The overarching external benefit is improved customer engagement.
Used as part of a multichannel strategy to reach out to customers, business partners, and suppliers, consumerization tools and technology can make it easier for existing customers to do business with you and to create exposure, such as through social media, for new customers to find out about your business's services and products.
Embracing consumerization and reaping its benefits begins with a road map that plans for success and then sharing it with employees. "We recommend establishing a center of excellence where IT partners with the lines of business to identify the greatest benefits of consumerization to the company and how to get there," says Phil Garland, a partner in PwC's CIO Advisory Services group.
Turning users into IT deputies
Although IT organizations admit to feeling besieged by consumerization -- 80 percent of IT executives say consumerization increases IT workload, according to IDC -- the trend is inevitable with no signs of letting up. "The form factors of today aren't the end of it," says Danielle Levitas, a senior analyst at IDC.
The good news for IT is that the democratization of the workplace offers benefits for the IT group. The technology-savvy employee bent on selecting his or her own mobile device and apps can be an asset, one that PwC describes as helping turn "shadow IT" into "deputized IT."
In other words, IT gains an army of user assistants who turn to each other to solve problems with their devices and apps rather than lean on IT. This self-support not only reduces the burden on IT but also offers the IT organization partners in innovation and testing and inside-the-business technology analysts.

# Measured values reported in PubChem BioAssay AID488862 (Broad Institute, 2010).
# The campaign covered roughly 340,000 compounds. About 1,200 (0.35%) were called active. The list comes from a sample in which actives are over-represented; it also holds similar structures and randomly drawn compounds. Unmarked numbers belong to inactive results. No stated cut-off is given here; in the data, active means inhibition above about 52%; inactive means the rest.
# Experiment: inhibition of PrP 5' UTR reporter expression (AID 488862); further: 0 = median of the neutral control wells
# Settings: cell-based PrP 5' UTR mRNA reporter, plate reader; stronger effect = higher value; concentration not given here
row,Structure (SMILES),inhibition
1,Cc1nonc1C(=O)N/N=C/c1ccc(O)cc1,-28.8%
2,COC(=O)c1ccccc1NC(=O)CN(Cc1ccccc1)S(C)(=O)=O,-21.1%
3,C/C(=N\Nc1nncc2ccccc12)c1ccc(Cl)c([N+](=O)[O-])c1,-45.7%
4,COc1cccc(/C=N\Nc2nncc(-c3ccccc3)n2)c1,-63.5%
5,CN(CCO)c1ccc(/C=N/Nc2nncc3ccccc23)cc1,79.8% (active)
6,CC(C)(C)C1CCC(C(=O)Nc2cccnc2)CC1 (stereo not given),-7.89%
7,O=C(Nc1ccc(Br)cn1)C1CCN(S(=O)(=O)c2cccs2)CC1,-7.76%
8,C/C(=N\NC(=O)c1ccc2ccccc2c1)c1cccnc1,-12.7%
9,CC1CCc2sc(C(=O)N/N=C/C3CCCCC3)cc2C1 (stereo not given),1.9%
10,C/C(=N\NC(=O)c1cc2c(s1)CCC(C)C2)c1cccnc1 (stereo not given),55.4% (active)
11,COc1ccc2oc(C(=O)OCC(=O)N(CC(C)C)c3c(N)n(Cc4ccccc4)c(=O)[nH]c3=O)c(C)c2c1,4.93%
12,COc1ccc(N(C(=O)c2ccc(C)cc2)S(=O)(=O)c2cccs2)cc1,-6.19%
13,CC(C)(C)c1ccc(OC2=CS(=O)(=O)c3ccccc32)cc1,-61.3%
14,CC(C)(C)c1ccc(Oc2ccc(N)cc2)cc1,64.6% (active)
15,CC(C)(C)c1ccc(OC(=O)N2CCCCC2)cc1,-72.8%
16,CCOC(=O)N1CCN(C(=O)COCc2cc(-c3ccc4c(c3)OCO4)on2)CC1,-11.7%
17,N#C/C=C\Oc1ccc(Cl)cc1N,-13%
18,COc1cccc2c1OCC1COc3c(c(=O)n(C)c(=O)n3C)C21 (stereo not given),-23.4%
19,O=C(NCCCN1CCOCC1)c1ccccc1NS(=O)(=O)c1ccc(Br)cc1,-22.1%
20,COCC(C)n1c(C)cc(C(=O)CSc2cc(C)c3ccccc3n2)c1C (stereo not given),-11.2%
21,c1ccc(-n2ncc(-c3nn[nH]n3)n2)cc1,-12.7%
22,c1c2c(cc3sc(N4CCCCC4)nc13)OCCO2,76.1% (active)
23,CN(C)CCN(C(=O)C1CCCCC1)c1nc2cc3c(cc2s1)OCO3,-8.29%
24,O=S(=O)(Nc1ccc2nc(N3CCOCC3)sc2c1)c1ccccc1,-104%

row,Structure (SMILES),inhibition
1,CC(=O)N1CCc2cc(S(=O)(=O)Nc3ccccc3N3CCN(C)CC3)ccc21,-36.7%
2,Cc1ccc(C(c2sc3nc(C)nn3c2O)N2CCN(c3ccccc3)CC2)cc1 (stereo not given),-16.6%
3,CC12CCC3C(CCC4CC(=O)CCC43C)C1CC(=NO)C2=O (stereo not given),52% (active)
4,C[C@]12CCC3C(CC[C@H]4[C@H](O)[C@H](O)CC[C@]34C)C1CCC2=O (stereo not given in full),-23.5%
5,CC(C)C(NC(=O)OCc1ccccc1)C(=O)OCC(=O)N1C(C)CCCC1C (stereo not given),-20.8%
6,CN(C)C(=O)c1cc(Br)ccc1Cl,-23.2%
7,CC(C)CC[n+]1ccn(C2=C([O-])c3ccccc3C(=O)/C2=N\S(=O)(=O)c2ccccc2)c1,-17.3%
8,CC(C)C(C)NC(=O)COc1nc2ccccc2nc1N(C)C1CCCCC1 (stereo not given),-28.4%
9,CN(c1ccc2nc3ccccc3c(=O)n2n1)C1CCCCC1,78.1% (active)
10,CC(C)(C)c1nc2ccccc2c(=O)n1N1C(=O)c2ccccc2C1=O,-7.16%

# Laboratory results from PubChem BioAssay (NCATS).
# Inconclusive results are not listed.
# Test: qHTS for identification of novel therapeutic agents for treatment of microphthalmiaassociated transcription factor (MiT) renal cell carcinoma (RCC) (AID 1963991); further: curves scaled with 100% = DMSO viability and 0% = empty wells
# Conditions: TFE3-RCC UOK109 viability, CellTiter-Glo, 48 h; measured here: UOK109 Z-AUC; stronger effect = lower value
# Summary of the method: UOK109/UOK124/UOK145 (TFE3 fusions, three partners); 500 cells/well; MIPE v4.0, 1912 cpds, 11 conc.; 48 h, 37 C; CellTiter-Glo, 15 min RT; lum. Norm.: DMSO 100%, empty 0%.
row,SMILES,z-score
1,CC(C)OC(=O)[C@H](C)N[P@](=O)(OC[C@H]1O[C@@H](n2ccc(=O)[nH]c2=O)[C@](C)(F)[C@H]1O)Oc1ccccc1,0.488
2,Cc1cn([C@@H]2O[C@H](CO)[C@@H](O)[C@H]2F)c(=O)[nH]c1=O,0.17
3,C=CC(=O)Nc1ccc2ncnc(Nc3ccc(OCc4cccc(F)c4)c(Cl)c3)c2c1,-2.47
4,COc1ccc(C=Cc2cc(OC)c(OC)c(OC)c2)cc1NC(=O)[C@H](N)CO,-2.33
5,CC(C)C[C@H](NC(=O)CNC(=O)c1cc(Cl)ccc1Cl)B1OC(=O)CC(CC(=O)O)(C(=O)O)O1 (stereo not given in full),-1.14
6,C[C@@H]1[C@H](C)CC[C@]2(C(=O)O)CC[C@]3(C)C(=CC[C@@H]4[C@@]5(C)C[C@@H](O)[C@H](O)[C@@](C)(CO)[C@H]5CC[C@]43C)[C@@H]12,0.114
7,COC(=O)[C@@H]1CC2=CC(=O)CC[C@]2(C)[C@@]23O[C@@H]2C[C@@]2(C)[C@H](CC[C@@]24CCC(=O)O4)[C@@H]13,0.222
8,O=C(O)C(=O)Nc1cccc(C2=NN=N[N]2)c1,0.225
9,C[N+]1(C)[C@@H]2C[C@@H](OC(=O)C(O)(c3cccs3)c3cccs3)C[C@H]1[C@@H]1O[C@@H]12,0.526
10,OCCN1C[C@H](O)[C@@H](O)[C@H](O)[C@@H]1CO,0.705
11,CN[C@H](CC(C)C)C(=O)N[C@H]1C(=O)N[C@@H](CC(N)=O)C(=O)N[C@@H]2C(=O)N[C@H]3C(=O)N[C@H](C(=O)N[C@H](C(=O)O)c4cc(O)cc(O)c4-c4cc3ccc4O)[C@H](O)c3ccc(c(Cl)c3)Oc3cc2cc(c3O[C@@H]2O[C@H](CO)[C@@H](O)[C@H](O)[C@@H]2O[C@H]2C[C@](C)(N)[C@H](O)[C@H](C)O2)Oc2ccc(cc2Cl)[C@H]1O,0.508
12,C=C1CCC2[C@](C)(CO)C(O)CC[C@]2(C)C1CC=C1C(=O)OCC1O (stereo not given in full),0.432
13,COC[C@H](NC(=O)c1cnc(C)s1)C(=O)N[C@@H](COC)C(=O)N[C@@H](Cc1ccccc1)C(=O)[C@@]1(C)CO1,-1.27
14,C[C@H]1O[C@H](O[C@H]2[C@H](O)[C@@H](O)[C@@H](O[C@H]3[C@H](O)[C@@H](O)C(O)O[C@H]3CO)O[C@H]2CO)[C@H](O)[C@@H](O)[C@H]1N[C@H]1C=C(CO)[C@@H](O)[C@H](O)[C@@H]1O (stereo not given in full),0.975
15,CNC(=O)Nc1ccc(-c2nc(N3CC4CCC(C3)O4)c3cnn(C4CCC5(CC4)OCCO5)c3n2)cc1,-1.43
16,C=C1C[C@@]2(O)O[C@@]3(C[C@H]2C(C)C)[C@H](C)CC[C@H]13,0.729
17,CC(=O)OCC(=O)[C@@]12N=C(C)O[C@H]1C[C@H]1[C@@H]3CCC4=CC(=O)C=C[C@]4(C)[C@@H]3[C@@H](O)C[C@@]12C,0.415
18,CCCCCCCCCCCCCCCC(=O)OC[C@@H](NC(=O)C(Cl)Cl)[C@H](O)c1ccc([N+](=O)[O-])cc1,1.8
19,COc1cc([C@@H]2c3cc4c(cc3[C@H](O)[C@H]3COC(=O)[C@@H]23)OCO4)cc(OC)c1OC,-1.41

That's the approach being taken at furnishings firm Holly Hunt. It's kicked off a series of marketing and training groups with IT for people to trade ideas and to identify gaps in the tools available to employees designed to improve productivity. "These users are the new litmus test for new application development," says business analyst director Goodrich.
Goodrich contends that consumerization makes users less tolerant of poorly made software, so IT needs to tackle that issue head-on. By focusing less on devices and more on apps that target improved business processes, the partnering of IT and users can drive productivity through better tools -- the bull's-eye of consumerization.
The always-on employee
By tapping into an existing base of technology aficionados willing to use their always-on, easy-to-use, 24/7-accessible devices for work -- even if just a quick activity here and there -- businesses will inevitably see a productivity advantage.
Already, employees admit that no place is sacred when it comes to using consumer technologies to conduct work. IDC survey respondents admit to squeezing in work time while on vacation, in bed, during commute time, at family gatherings, while watching TV, and even at a place of worship. "While not quantified, businesses can reap huge benefits from [consumerization] because it's hard to turn the device off when it's also being used for personal use," says IDC's Levitas. Ask any enthusiast just how easy is it to check email, update Facebook, and collaborate with business peers.